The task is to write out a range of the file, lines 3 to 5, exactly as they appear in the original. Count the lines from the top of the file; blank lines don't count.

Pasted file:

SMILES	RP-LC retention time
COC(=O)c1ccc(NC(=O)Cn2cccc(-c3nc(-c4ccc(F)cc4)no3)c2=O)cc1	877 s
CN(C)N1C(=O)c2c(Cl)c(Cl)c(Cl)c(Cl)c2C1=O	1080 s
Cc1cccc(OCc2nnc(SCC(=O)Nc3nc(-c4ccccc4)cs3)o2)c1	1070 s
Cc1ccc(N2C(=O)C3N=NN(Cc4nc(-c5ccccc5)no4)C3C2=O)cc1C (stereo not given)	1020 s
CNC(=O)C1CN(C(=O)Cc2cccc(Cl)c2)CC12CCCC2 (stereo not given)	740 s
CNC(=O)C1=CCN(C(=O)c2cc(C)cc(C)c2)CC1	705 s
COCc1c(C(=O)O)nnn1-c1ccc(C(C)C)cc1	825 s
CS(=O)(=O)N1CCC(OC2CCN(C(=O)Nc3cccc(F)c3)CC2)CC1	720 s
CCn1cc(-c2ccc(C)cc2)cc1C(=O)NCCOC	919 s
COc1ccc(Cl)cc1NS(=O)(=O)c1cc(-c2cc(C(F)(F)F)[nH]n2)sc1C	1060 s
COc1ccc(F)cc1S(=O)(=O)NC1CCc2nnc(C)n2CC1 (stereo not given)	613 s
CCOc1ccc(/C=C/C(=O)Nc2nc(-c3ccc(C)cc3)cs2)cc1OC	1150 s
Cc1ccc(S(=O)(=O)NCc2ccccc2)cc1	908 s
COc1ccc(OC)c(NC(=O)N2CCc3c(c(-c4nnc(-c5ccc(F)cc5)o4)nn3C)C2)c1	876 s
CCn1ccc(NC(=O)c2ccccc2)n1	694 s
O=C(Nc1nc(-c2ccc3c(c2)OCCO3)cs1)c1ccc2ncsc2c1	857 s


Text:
CN(C)N1C(=O)c2c(Cl)c(Cl)c(Cl)c(Cl)c2C1=O	1080 s
Cc1cccc(OCc2nnc(SCC(=O)Nc3nc(-c4ccccc4)cs3)o2)c1	1070 s
Cc1ccc(N2C(=O)C3N=NN(Cc4nc(-c5ccccc5)no4)C3C2=O)cc1C (stereo not given)	1020 s